In my case (which is still in process) not one document was "original". I think the term "original" is confusing, there are copies of the original documents, those were used to obtain certified records. Often those are lost, especially after death and the family splits up possessions and family feuds stop all communication.lucaless wrote: ↑04 Dec 2021, 18:44 To the people that had success with their case, I have a question regarding the documents needed. Did they all have to be original certificates? Do certified copies work? I can imagine how hard it might be to obtain original birth and marriage from family members not wanting to part with their originals even just for the time being. What about their certificates of naturalization? Did documentation from USCIS work if you couldn't get the original certificate? Thanks in advance.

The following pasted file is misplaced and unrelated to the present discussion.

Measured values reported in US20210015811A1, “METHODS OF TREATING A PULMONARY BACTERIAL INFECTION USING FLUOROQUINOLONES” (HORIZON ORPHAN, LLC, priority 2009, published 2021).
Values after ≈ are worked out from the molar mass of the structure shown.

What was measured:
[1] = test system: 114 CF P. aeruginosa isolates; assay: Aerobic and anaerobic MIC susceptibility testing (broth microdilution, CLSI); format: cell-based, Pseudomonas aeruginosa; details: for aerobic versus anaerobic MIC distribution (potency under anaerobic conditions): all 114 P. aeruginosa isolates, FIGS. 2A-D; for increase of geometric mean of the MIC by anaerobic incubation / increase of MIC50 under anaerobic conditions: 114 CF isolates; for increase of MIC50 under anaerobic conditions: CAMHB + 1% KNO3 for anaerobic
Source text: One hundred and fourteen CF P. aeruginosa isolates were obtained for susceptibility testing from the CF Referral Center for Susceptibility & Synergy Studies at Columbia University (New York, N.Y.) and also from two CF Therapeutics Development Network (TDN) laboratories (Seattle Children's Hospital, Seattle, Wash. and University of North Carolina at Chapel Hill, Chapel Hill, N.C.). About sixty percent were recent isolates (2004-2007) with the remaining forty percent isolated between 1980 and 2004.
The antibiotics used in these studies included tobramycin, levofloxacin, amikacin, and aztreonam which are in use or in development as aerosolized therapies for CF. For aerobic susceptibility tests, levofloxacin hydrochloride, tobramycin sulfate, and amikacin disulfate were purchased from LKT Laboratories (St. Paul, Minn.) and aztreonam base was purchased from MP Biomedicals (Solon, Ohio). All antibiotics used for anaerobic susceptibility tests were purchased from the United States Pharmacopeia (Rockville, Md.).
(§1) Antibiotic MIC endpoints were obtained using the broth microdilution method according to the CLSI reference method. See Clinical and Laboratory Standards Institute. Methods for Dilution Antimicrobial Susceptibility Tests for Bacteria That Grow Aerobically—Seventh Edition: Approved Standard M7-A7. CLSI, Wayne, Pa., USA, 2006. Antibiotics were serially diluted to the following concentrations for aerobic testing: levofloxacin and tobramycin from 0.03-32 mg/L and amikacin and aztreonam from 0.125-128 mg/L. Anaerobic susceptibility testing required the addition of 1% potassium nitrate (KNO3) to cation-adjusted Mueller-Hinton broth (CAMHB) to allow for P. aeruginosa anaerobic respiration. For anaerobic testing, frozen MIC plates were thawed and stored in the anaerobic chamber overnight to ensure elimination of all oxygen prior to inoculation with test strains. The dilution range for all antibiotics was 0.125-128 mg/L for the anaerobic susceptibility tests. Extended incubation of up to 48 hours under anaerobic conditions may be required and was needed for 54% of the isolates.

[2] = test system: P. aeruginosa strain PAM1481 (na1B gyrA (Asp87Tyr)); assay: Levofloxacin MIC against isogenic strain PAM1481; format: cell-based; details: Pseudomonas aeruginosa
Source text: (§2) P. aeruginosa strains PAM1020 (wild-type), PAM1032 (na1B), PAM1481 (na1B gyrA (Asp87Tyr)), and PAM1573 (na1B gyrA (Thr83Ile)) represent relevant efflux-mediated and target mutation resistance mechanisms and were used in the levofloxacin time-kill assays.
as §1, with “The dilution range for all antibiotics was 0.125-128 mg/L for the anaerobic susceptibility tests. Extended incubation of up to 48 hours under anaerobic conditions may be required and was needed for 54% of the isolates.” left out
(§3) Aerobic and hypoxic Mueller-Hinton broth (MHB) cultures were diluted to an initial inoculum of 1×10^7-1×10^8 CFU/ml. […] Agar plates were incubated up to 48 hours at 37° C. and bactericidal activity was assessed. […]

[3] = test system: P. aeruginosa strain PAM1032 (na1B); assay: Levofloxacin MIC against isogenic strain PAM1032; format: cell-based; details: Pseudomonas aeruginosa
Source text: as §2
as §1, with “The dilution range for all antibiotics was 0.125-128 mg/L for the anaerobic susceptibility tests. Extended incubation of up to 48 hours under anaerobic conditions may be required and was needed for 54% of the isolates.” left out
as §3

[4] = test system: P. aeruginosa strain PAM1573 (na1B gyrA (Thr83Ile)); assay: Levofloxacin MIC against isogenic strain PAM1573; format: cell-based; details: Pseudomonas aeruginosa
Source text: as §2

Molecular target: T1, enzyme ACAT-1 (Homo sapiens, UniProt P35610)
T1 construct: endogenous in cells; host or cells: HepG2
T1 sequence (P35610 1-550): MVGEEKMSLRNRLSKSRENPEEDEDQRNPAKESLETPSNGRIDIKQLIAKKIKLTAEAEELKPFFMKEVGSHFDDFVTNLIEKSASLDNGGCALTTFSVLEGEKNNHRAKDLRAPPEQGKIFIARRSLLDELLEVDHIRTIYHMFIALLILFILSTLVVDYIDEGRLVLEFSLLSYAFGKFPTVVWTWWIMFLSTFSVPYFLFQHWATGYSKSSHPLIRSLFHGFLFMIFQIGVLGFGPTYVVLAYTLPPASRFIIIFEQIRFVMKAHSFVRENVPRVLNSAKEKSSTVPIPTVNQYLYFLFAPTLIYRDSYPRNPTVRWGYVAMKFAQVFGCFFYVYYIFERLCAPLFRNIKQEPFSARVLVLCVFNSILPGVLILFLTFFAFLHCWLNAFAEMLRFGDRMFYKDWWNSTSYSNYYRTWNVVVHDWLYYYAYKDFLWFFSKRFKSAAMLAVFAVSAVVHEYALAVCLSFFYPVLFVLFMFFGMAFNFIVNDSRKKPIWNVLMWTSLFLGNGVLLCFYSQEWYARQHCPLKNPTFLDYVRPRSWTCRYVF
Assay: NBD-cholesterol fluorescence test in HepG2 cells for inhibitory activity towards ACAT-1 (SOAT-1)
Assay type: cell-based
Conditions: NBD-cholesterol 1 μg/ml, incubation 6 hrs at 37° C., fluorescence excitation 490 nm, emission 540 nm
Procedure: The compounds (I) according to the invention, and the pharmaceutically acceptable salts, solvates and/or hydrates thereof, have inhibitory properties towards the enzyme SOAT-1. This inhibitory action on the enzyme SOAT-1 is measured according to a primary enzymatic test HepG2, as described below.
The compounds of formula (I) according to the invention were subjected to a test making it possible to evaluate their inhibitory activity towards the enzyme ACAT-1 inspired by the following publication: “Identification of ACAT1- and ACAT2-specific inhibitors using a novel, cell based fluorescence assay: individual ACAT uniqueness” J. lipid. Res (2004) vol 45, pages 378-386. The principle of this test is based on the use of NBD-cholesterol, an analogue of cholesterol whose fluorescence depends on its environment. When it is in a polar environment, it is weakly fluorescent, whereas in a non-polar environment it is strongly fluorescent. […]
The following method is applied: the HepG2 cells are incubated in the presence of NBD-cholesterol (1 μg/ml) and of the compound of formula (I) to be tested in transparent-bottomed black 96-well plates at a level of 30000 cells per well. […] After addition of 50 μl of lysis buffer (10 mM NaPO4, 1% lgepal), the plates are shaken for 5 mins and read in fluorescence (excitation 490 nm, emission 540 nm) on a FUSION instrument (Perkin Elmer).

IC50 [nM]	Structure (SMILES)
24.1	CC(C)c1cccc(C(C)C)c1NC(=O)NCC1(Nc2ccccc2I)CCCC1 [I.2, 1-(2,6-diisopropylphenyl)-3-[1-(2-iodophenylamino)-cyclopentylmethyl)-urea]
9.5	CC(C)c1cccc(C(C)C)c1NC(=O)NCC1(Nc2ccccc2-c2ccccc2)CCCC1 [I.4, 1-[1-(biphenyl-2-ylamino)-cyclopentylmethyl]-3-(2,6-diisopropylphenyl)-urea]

Also the "original" birth record in Italy is often in a book at the comune, best you can get is a scan from familysearch.org, visit in person and get a copy or take a picture. I saw these books in person last time I was in Italy at one comune my ancestors came from.
-Birth and Death, certified copies from the state of PA
-Marriage and Naturalization, certified copies from the County in PA.
-USCIS and NARA search, no records found
Not sure what state you are in, but you don't need "originals" from family either alive or deceased.
In my case I had to get my deceased grandfather and great-grandmother's names corrected because they were misspelled.
Again YMMV depending on where your ancestors settled, but within PA it's quite easy to obtain these records for the most part, the smaller counties mine lived in are not all online, so a phone call or snail mail was the only option. ICA pretty much obtained everything for me or gave me clear instructions on what was needed.